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Suspected U.S. Missile Strike Kills Six In Pakistan

WANA, Pakistan -- A suspected U.S. missile strike on a Pakistani madrasah killed six people, including foreigners, in tribal lands regarded as an Al-Qaeda and Taliban hotbed, intelligence officials said.

The target of the predawn attack was a house close to a madrasah used by militants near Azam Warsak village, about 20 kilometers west of Wana, the main town of the South Waziristan region bordering Afghanistan.

The attack, one of many in recent months, was launched hours before Pakistani Prime Minister Yousuf Raza Gilani was due to meet President George W. Bush in Washington for talks that will focus on the conduct of the war against terrorism.

The United States, alarmed by rising casualties among Western forces in Afghanistan, wants Pakistan to do more to contain the Al-Qaeda and Taliban threat in its territory.

A Pakistani military spokesman confirmed an incident had occurred in Waziristan, but said he was unaware of details, though intelligence officials in Wana gave a clearer picture.

One official told Reuters the madrasah, or religious school, was a militant base and the owner of the targeted house, a tribesman named Malik Sallat Khan, had ties with the militants.

"The owner of the house and seminary had some links with militants, and the madrasah was not used for education, but as a compound," he said.

Another official, who also declined to be identified, said at least three missiles hit the house and seminary, killing six people, including foreigners whose nationalities had still to be identified. Three people were wounded.

Residents said they heard the sound of a drone aircraft engine, suggesting that the missile may have been fired by a U.S.-controlled unmanned Predator.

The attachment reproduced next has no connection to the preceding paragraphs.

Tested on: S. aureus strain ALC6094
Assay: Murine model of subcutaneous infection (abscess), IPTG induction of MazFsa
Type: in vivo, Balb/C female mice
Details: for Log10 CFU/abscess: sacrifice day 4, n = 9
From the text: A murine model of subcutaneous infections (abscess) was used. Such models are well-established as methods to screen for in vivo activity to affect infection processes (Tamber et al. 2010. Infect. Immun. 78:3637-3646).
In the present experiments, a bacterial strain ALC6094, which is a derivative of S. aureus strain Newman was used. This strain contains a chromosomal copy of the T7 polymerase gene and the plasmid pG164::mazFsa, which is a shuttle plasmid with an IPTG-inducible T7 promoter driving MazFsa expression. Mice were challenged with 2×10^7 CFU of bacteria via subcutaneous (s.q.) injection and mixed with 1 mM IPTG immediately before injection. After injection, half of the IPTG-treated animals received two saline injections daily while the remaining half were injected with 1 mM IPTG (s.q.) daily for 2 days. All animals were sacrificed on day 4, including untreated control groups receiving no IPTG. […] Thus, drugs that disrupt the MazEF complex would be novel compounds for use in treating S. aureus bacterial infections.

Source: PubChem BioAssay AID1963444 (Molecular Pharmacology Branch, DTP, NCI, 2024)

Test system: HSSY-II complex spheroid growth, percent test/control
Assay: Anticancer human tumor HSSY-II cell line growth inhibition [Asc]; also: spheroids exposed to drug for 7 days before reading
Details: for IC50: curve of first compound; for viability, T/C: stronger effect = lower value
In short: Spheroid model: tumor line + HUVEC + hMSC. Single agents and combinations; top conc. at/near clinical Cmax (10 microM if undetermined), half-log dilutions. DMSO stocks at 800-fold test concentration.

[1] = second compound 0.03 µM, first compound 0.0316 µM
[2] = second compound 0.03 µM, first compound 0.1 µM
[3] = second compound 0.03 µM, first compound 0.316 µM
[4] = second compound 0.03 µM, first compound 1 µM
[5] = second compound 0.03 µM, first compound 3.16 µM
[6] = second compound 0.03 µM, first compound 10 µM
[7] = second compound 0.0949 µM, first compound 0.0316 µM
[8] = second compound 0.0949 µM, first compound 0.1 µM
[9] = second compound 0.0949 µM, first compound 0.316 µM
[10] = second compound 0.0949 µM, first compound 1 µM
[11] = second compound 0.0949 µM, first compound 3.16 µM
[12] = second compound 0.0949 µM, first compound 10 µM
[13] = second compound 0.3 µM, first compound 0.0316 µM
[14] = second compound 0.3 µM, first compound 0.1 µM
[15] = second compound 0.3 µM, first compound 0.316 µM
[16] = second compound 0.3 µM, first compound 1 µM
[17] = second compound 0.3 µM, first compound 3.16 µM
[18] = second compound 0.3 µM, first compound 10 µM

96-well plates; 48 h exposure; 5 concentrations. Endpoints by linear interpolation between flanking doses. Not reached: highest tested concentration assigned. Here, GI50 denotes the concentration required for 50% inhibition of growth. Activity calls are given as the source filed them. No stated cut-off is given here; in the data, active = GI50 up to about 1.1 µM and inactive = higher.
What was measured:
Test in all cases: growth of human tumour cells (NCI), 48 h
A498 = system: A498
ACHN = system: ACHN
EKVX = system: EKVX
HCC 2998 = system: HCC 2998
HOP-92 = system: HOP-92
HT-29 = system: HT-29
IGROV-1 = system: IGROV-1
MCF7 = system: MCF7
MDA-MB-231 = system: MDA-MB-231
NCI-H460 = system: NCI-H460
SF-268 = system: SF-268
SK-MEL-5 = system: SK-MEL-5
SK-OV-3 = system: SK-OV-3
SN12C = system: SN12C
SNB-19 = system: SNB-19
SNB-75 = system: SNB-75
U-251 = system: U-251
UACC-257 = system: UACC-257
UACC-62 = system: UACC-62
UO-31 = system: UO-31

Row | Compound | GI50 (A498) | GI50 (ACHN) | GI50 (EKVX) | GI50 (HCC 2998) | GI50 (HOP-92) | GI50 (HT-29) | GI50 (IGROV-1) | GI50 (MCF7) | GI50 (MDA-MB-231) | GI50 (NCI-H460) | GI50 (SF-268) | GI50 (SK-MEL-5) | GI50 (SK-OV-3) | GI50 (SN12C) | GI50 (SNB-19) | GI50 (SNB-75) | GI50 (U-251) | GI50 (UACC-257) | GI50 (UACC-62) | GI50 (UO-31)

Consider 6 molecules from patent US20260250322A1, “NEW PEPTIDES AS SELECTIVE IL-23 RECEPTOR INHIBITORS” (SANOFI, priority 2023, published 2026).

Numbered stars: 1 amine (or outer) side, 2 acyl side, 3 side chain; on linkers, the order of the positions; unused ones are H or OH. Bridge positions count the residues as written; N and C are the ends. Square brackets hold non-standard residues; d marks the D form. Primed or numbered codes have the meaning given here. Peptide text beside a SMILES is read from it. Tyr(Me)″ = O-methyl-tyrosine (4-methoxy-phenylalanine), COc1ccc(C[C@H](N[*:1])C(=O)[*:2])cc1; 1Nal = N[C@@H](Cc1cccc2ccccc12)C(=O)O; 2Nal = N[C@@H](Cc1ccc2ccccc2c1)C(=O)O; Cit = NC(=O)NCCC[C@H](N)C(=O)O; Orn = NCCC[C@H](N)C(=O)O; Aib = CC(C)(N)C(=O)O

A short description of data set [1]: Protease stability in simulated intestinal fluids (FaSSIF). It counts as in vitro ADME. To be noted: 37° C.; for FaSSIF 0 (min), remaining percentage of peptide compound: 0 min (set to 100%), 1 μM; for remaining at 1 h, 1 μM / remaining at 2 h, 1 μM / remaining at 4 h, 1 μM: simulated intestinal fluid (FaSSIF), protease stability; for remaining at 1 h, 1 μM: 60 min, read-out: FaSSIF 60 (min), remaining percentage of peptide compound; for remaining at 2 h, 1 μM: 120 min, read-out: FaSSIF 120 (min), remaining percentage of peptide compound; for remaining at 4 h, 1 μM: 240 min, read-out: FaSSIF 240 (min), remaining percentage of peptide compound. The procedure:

"We heard the sound of a drone engine just before the explosions," said Zia-ur-Rehman, a local tribesmen. "These drones have been flying since late Sunday night."

Spokesmen for NATO and U.S.-led coalition forces in Afghanistan denied involvement in any cross-border strike, but could not speak for the CIA, which also operates drones.

'No Prior Information'

Despite Islamabad's repeated protests, several drone missile attacks have been carried out this year by U.S. forces against militants linked to Al-Qaeda and Taliban hiding in the northwest tribal lands near the Afghan border.

Pakistan's military spokesman said he had little information, and noted that U.S. coalition forces were no longer informing the Pakistan Army over every missile strike.

"Some incident did take place but what kind of strike it was, whether it was missile or rocket attack or bomb explosion, we don't know," Major General Athar Abbas said.

"Coalition forces don't share information about any strike with us prior to any attack," he said.

Chairman of Pakistan's Joint Chiefs of Staff Committee General Tariq Majid warned that cross-border strikes could damage relations with the United States during a meeting with U.S. Central Command acting commander Lieutenant General Martin Dempsey at army headquarters in Rawalpindi.

"Our sovereignty and territorial integrity must be respected, any violation in this regard could be detrimental to bilateral relations," a military statement quoted Majid as saying.

Security in northwest Pakistan has deteriorated in the past few weeks after a lull that followed the formation of a new government in March following elections in February.

Gilani's government embarked on a strategy of dialogue with militants, although there has been limited military action in some parts of the tribal region where unrest has flared.

Western governments fear the Pakistani strategy provided the militants with breathing space to increase the flow of fighters across the border to fuel the Afghan insurgency.